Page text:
Public Eye 'Awards' Companies That Go Against the Grain of Sustainability and Social Responsibility

Primary tabs

Public Eye 'Awards' Companies That Go Against the Grain of Sustainability and Social Responsibility

tweet me:
The dirty laundry approach: http://bit.ly/xysZGn "Awarding" the anti-environment and anti-society companies. Is this effective? @Justmeans
Thursday, January 19, 2012 - 4:32pm

CAMPAIGN: CSR Blogs

CONTENT: Blog

The Public Eye Awards, a Berne Declaration and Greenpeace Switzerland initiative to shame the worst cases of contempt for the environment and social responsibility, is on again. The event is scheduled to coincide with the World Economic Forum in Darvos, Switzerland, later in the month. It will take place on January 27 (noon at Hotel Montana) when the recipients of the Global Award (jury selected) and the People's Award (selected by the public) will be "honored."

The six nominees in 2012 are: Barclays (UK), Freeport McMoRan (US), Samsung (KOR), Tepco (J), Vale (BRA) and the Swiss corporation Syngenta. Online voting for the 2012 People's Award has already started. The short list presents the six most scandalous cases, selected by an expert panel out of a total of over 40 cases nominated by NGOs. Joseph E. Stiglitz, Nobel laureate in economics, will speak in Davos at the awards ceremony press conference about the global crisis.

The British banking giant Barclays, the world's fourth-largest bank, has been listed because of its food speculation activities. The organizers of the award say it has been driving up global food prices at the expense of the poorest. In just the second half of 2010, 44 million people worldwide were driven into extreme poverty due to rising food prices, affecting mainly women in the Global South.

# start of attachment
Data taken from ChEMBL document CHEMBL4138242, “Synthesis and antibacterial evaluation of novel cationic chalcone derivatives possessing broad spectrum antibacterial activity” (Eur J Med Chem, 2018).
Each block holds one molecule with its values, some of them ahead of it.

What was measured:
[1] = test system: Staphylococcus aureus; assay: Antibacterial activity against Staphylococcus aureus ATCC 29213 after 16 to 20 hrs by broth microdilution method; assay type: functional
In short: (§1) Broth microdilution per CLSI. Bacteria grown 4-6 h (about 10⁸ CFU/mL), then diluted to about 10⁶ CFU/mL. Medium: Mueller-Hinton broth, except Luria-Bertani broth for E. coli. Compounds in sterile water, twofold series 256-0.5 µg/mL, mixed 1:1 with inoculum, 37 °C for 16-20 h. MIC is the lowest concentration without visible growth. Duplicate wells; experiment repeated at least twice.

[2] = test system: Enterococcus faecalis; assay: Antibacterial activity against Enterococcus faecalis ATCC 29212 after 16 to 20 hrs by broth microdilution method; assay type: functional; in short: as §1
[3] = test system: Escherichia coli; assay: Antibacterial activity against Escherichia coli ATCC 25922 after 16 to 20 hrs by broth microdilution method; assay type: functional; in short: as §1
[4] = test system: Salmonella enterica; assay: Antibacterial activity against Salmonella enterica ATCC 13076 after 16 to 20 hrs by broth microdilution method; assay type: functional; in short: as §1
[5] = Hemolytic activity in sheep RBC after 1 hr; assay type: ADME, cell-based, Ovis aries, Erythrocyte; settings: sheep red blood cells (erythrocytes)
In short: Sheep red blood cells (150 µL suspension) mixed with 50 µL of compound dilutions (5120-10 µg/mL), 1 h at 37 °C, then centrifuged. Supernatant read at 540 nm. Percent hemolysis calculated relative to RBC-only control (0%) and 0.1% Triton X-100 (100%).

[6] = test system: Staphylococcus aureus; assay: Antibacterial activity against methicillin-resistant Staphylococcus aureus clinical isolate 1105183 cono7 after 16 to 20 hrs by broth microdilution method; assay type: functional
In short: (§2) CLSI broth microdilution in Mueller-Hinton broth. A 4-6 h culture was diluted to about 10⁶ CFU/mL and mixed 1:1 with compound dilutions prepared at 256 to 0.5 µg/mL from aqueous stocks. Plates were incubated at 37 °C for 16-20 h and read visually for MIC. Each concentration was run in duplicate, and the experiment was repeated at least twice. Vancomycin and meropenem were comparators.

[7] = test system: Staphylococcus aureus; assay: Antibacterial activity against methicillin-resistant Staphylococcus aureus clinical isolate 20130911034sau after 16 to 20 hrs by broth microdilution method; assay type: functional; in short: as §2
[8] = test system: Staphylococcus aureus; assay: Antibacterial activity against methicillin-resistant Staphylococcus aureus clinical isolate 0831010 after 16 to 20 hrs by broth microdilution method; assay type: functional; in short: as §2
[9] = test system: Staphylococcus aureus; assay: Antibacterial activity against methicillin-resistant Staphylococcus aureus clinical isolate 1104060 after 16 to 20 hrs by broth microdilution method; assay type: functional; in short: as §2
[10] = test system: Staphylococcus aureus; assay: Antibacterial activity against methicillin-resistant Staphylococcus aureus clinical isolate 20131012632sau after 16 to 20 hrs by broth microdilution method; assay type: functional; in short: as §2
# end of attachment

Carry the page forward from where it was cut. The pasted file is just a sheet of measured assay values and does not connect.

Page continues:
Another contender is U.S. mining corporation Freeport McMoRan. It has been operating Grasberg Mine, the world's largest gold and copper mine, in West Papua for 45 years "without regard for nature or people." The mine produces 230,000 tons of tailings contaminated with heavy metals every day, resulting in a blanket of waste rock with a radius of up to 10 kilometers (6.2 miles) and up to 15 meters (50 feet) deep that kills everything in its path and threatens a World Heritage site. Greenpeace says Freeports activities lead to "frequent and blatant" human rights violations, including the torture of mine opponents.

Click here to continue reading and comment

 

Antonio Pasolini is a Corporate Social Responsibility writer for Justmeans. A media graduate with a specialization in film and TV, Antonio Pasolini is the editor of Energyrefuge.com, a top web destination for alternative energy products, news and commentary. With more than a decade's experience in journalism, Antonio has written on a wide range of topics, from technological breakthroughs by the brains at MIT to a trip to sustainable projects in the Amazon. One of his new projects involves an eco print magazine to be distributed from a selection of London shops.

Keywords: Research, Reports & Publications | Barclays | Freeport McMoRan | Greenpeace | Public Eye Awards | Samsung | Syngenta | Tepco | Vale | World Economic Forum

CAMPAIGN: CSR Blogs

CONTENT: Blog